I should just stick to writing about sailing.
Santa has visited early this year, and has brought a Lego Advent calendar. There are 24 little numbered doors, each containing a dime bag of Legos. There’s a new toy or doodad to build every day, which, in turn, builds anticipation for Christmas.
I will build these and attempt to discern what they are.
December 8: Hearty Breakfast with an Obelisk
They say that breakfast is the most important meal of the day*, and a balanced breakfast starts with a stack of pancakes the width of a table, a hot cup o’ joe, and a symbolic polyhedron. Therefore, we bring you Hearty Breakfast with an Obelisk.
Yes, I know it’s technically not an obelisk, but we’re using our imaginations here. Obviously.
Maybe Hearty Breakfast with an Obelisk would be fun for a filthy 19th-century child living in a well full of cholera in a ramshackle corner of London. Or maybe the thought of pancakes and coffee (tea?) and the looting of Egypt would be a stark reminder of his plight. Tough to say.
Ease of Build ★★★☆☆
Compared to the Pastry Altar, this was easy as flapjacks to build. It had the usual hurdles of the instructions being tiny and the concept being incomprehensible, but, speaking of comprehensibility:
What are these things? Seriously. Are we building a microscopic food court of desserts? Are these pancakes? I’m hanging on to pancakes because of the coffee cup, but I have no idea what the polyhedron represents. Jenn suggested that this was a layer cake with a slice of cake beside it, but there’s no slice taken out of the cake, and can you even see the layers of a layer cake if it has yet to be sliced? The layer cake hypothesis is supported by the red ornament on top, which is more of a flower than a random splash of red (that I was considering a strawberry under the pancake/obelisk hypothesis). The table also seems remarkably small compared to the coffee mug and the food, regardless of whether it’s pancakes or a layer cake. Maybe it’s a bench? But then…why?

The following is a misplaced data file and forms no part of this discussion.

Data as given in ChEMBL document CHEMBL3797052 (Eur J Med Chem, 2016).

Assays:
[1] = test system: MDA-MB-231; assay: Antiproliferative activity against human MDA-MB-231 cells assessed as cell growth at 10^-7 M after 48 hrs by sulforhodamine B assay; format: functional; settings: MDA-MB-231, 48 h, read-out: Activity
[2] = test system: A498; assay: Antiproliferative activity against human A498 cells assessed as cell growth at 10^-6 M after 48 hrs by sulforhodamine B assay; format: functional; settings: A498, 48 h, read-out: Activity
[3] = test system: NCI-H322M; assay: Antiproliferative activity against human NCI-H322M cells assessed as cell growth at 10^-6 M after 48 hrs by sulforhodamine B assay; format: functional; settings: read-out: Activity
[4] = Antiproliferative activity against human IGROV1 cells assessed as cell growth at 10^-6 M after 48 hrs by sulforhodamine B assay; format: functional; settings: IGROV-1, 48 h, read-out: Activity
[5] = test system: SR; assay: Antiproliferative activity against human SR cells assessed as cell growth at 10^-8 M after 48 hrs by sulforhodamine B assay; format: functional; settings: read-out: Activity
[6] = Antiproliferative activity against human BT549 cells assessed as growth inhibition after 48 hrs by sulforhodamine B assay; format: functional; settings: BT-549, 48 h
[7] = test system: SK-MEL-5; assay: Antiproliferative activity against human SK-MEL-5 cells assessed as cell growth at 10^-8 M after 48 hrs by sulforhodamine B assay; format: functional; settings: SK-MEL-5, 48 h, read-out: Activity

Extra Parts ★★★★☆
This certainly does have a lot of extra parts: a light brown square, a white square, an additional red thing, and another medium polyhedron. This is enough parts to build a second slice of cake with a side of icing flower (cake hypothesis) or another partially-destroyed monument to the sun god Ra and a strawberry (pancake/obelisk hypothesis).
* Who are the “they” who keep saying that breakfast is the most important meal of the day? A cursory perusal of the world wide web points the blame at Adelle Davis, a 20th century nutritionist who apparently didn’t always back up her assertions with scientific evidence. While she did seem to get some things right, the 1969 White House Conference on Food, Nutrition, and Health also said that she was “probably the single most harmful source of false nutritional information.” But since we’re all randomly speculating here, I’d like to blame C. Everette Koop. I have no idea what Koop actually did or didn’t do, but for some reason, he was (at the time) the only Surgeon General in the history of Surgeons General who anyone could name. I recall being wildly confused as to why he wore a military uniform, especially one that made him look more like the Generalissimo of a Latin American dictatorship. And wild confusion brings us back to the Lego Advent calendar, where things keep getting weirder with the addition of the Hearty Breakfast with an Obelisk.